120 years? Really? He’s been around 120 years already? Who? The Michelin Man, of course!
Born in 1898, this year Bibendum (the Michelin Man’s real name) is celebrating his 120th birthday. Dreamed up by the Michelin brothers and cartoonist O’Galop, and designed from a stack of tyres, the Michelin Man has accompanied generation after generation of travellers and motorists all around the world. We take a look back at a success story spanning over a hundred years.
“With arms like that, he’ll be a big guy!”
If girls are made of sugar and spice and boys of snips and snails, the Michelin Man was made from a stack of tyres. Which is perfectly normal for a hero of the car industry! His inimitable silhouette came straight from the imagination of André and Edouard Michelin, and became a reality through the brushes of the artist Marius Rossillon, known by his nom de plume “O’Galop”.
In 1898, Bibendum, or the Michelin Man, was the star of an astonishing poster entitled “Nunc est Bibendum” in reference to a poem by Horace and which means “Now is the time to drink”. Next, Bibendum appeared in full size at the Michelin booth for the first edition of the Paris Motor Show.
Each of his public appearances quickly created a buzz. He quickly established a certain friendship with his admirers. A stroke of advertising genius, he appeared on every one of the brand’s advertising resources, illustrating and explaining technical information associated with correct tyre use. He is the genie of mobility, who advises and guides.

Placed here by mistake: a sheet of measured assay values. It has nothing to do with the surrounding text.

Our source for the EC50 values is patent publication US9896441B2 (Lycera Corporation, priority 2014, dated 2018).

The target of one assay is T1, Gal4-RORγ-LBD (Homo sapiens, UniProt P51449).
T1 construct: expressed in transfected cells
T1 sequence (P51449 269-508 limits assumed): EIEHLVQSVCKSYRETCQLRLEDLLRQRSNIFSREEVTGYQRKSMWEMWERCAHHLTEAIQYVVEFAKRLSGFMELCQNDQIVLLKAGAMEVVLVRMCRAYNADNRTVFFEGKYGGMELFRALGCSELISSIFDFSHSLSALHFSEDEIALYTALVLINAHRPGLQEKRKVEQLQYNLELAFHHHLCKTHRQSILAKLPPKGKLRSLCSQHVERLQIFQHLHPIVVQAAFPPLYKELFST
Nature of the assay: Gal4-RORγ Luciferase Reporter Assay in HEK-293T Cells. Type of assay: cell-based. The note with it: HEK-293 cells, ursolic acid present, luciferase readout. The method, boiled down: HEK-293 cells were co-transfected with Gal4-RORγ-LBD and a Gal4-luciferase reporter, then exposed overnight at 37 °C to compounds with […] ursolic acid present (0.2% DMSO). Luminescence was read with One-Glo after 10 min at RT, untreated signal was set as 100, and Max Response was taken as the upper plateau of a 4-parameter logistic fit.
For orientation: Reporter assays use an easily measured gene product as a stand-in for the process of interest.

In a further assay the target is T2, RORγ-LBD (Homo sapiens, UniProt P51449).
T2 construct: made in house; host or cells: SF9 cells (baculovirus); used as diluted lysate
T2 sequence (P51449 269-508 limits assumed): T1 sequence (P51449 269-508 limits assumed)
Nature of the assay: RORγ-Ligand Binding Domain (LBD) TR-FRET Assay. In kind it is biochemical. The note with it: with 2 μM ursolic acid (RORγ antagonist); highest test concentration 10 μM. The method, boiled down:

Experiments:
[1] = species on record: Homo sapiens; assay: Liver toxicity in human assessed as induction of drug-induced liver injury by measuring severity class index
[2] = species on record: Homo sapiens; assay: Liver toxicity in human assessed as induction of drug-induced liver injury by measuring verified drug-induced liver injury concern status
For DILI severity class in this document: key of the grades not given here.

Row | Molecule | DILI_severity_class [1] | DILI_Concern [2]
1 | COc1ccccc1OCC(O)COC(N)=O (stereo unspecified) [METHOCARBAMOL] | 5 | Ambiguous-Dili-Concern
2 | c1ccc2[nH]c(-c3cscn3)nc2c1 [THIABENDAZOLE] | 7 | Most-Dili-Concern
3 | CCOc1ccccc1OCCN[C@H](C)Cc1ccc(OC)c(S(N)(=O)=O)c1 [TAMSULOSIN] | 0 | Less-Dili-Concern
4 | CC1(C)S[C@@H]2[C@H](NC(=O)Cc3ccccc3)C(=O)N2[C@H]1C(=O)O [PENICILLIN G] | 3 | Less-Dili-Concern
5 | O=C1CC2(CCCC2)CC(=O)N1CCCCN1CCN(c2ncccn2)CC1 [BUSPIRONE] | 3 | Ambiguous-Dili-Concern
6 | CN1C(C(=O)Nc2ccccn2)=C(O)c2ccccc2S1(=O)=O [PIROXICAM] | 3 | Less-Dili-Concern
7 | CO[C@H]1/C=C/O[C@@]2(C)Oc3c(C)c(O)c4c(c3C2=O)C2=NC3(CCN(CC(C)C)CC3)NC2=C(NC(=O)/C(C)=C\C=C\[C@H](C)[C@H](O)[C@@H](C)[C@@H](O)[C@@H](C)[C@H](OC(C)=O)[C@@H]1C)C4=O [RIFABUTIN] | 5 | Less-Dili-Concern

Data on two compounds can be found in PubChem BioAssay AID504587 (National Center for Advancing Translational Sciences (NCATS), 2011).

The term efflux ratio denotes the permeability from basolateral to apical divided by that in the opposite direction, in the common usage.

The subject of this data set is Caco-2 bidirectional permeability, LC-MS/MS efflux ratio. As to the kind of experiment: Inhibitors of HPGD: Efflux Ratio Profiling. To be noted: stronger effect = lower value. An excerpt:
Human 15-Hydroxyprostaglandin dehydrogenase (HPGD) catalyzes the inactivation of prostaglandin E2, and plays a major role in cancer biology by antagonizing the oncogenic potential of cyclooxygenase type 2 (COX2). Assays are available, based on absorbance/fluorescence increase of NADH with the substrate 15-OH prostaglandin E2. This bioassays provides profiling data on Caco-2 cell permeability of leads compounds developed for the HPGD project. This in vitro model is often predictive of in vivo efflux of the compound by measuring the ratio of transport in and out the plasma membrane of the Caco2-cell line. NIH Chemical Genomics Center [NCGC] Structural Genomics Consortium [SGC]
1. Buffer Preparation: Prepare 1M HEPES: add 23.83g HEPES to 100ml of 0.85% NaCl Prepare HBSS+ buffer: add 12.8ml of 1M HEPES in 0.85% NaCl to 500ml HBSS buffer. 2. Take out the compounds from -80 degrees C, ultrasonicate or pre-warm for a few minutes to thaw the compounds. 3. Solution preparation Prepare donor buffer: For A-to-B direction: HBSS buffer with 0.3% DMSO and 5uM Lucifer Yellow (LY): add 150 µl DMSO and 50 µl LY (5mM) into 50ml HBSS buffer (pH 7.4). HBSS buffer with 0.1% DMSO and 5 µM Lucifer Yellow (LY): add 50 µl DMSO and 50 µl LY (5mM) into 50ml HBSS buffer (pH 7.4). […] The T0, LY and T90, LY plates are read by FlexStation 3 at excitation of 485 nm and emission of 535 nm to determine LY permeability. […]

O’Galop was the first to bring the Michelin Man to life, but other great names in advertising and poster art also contributed to his fame. Thanks to them, he quickly acquired a human personality – Hautot, Grand Aigle, Riz, Cousyn and René Vincent are just a few of the artists during that era who illustrated Bibendum’s jokes and gave him an expressive character. At the time, each artist represented his own idea and style, developing the design and shape to match their inspiration.
But to make Bibendum easier to recognise, Michelin soon standardised his representation. And this became even simpler when the Michelin Manufacture employed its own full-time artists in its Design Studio in the 1920s. Now with a defined number of tyres for his body and clear style lines, little by little the Michelin Man became a universal icon. Smiling, kind, protective, mischievous, the Michelin Man is today known and recognised all over the world.
His development says a lot about the history of the car industry. Initially, he bore the features of a social class that at the time was the only one that could afford to try this new means of transport (monocle, cigar, signet ring, cuff links, etc.). Then, little by little, cars became affordable and the Michelin Man removed his accessories and became the friendly guy we know today.
His international career started very early. With the sales teams, he travelled roads the world over to meet new clients and forge the brand’s reputation. No continent escaped his charms. From the 1920s, his fame was already planetary.
His popularity grew as the years went by, testified by the ultimate tribute in 2000 – the Michelin Man was voted the best brand icon of all time by a jury of professionals for the Financial Times. The same year, he appeared with a very high-tech design in 3D, confirming his predilection for innovation and technology.
Bibendum’s story has never stopped and neither have his design developments. Which is why he changed again in 2017, to keep in line with the eternally modern approach of the Michelin Man.